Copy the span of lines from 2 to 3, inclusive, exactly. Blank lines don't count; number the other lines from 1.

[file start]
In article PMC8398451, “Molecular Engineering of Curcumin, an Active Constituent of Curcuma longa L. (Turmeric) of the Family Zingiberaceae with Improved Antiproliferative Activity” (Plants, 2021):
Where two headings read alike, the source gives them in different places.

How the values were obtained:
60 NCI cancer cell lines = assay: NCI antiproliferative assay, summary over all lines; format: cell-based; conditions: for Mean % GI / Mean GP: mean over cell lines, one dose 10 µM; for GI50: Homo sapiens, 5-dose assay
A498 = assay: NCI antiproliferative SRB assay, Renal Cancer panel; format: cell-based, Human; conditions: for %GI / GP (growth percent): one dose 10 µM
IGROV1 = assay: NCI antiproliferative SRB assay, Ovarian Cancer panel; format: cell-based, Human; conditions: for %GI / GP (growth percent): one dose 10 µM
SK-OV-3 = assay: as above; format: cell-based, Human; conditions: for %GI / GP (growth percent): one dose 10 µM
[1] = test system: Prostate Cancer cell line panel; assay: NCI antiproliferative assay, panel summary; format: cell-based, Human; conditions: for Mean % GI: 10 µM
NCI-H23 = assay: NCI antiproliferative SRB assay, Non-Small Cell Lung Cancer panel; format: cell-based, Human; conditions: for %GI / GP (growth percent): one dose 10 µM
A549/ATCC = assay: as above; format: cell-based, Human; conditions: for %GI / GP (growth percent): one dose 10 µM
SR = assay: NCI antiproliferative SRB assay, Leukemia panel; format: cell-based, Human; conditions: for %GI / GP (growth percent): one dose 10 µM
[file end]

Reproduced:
Where two headings read alike, the source gives them in different places.

How the values were obtained: